Businesses in Fernie are dusting off the tables and welcoming patrons back indoors after the loosening of COVID-restrictions on May 25.
The Fernie Legion, which was ordered to close and had been hemorrhaging money opened on May 27 following a quick search for a new bar keep and a rapid re-opening.
Legion President, Jeannie Watson said they were relieved, but remained cautious.
“Well let’s hope this lasts,” she said.
The Legion has been quick to prepare for the re-opening, having already hired a new bar keep. The Legion had been down to a skeleton crew of employees as a result of the closure.
Watson said they would still be operating fairly lightly in the coming weeks, as they were still barred from doing meat draws as they were considered events.
Instead, it would be doors open for visitors and drinks, and fingers crossed.
“Not just on the patio, but actually bring your friends and come in like it was before, we can get back to some sort of normalcy.”
For the Vogue Theatre in Fernie, opening day is still a way off yet, but it’s on the radar.
Under the four-step plan announced by the B.C. Government, cinemas will be permitted to open their doors from June 15 at the earliest.
Co-owner of the theatre Dennis Djonlich said that they had “cautious optimism” for the future, with an emphasis on the caution given the cinema sector had been effectively closed for over a year now.
“We closed March 15 of 2020, we were able to open a couple of times for stretches,” said Djonlich.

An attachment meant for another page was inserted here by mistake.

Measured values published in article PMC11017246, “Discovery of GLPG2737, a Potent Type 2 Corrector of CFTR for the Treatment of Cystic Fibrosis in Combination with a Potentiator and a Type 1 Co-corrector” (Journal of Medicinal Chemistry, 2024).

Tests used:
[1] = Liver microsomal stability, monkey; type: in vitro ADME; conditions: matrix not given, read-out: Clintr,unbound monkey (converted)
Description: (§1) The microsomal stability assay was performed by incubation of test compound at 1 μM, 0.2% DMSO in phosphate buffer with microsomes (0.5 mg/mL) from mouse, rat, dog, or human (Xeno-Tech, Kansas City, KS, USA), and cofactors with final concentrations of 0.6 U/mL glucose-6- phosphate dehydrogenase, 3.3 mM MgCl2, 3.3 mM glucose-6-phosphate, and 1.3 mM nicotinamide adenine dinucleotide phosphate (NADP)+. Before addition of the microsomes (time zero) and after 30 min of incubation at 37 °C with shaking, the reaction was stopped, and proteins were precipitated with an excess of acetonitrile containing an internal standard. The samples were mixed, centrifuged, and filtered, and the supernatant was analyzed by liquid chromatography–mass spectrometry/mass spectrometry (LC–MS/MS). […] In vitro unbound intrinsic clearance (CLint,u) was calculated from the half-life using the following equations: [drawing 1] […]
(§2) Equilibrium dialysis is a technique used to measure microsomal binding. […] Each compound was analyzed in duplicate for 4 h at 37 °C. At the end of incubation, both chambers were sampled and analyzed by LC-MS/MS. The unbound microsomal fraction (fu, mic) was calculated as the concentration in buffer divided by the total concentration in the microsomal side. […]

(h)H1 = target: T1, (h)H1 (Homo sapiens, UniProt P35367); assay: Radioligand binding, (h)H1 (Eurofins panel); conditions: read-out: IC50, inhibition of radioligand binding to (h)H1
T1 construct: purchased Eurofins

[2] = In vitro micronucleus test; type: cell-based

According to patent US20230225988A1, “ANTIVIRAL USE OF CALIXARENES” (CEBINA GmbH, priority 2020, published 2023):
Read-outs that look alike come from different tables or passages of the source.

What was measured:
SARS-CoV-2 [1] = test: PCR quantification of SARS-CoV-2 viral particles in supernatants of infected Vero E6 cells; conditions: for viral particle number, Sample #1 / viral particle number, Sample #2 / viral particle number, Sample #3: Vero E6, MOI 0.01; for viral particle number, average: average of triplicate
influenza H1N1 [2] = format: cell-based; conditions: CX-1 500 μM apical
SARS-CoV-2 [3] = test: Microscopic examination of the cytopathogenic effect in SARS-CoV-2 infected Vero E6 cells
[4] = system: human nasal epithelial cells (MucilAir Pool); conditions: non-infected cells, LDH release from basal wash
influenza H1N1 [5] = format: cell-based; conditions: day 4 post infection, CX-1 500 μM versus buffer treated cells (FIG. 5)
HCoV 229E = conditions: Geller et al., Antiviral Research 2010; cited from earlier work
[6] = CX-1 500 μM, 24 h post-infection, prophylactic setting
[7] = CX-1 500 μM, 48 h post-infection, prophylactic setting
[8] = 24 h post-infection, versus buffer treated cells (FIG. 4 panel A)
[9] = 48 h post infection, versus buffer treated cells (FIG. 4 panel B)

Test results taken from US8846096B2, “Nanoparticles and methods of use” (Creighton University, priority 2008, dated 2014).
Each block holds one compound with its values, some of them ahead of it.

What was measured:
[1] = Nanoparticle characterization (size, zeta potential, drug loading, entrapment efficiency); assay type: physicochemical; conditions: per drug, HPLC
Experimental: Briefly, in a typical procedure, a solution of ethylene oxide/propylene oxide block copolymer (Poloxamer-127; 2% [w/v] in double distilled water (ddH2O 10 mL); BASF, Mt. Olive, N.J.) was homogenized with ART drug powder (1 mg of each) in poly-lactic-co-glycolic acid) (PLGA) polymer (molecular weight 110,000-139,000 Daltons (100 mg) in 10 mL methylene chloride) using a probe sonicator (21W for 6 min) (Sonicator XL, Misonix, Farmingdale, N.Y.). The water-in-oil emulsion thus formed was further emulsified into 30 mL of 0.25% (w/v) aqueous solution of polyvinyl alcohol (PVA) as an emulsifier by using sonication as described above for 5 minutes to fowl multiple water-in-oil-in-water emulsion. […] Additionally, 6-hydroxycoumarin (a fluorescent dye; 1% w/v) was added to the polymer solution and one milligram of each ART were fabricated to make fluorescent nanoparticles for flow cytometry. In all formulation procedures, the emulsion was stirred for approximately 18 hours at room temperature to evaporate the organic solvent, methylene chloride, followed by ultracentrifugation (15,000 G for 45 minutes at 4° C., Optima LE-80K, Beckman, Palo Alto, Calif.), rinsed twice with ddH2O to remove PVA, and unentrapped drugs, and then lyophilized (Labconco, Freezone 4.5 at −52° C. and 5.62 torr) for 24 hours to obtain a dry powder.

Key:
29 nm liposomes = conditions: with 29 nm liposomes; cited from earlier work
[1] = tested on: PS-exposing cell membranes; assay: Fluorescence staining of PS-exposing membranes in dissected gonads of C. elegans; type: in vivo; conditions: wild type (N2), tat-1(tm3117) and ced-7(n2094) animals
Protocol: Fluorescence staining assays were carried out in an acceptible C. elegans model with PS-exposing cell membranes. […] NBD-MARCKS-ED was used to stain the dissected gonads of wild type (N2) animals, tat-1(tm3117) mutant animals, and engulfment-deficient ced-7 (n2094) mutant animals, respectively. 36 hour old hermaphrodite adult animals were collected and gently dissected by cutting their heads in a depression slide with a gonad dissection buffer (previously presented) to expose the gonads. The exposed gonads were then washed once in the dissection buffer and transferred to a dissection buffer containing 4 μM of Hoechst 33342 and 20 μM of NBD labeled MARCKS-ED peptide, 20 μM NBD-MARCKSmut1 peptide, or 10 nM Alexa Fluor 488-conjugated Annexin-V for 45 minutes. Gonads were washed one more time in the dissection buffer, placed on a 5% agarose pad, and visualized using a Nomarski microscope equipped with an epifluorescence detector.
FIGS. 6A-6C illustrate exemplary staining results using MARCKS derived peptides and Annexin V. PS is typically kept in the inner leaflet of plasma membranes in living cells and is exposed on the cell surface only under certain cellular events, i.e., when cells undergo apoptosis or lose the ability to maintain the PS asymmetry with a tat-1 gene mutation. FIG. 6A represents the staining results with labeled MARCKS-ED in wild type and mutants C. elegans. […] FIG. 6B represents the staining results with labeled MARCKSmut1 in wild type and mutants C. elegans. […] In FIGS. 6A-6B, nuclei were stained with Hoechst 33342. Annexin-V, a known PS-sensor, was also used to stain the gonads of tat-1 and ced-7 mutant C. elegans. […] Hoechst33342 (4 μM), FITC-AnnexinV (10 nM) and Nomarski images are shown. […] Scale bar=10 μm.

“We didn’t get any momentum or people (through the doors), so from a business standpoint we’ve been closed for a while.”
Details on what a re-opening for the cinema sector are light, according to Djonlich, so they were going to be playing it by ear.
“That’s the cautious part of the optimism. It all depends on how it goes and levels of vaccination, positively rates and all that stuff. We don’t really know what to expect, we’re just playing it day by day.
“I don’t think we’ll open the day that we can, we’ll probably see how it goes and maybe open the week after,” he said, adding that content was another problem yet to be overcome.
“There’s lots of work left to do – a date is great, it’s the first step. Hopefully we can get to that date, and we can be open in June and slowly build back based on content and people’s comfort in coming back to an indoor meeting place.”
Djonlich said he wasn’t holding out for any grand re-opening, but felt the cinema was more likely to feel its way through the next few months on the way back to normality.
“Hopefully there’s some good news along the way.”
The light at the end of the tunnel has been a long time coming, but Djonlich said the sector was still hurting.
“It’s been tough as a little business – to be closed that long, it’s been hard. It’s been nothing but bills, and unfortunately the industry has not been supported by the government … so it’s been tough.”
The future of the Fernie cinema was never at risk though, said Djonlich, and closing up permanently hadn’t been an option (yet).
“I think if thing had gone on for another year or so, those thoughts would have come in, but it was always our intention to keep the lights on.
“It’s been open for 113 years, and I aint gonna be the one to close it.”
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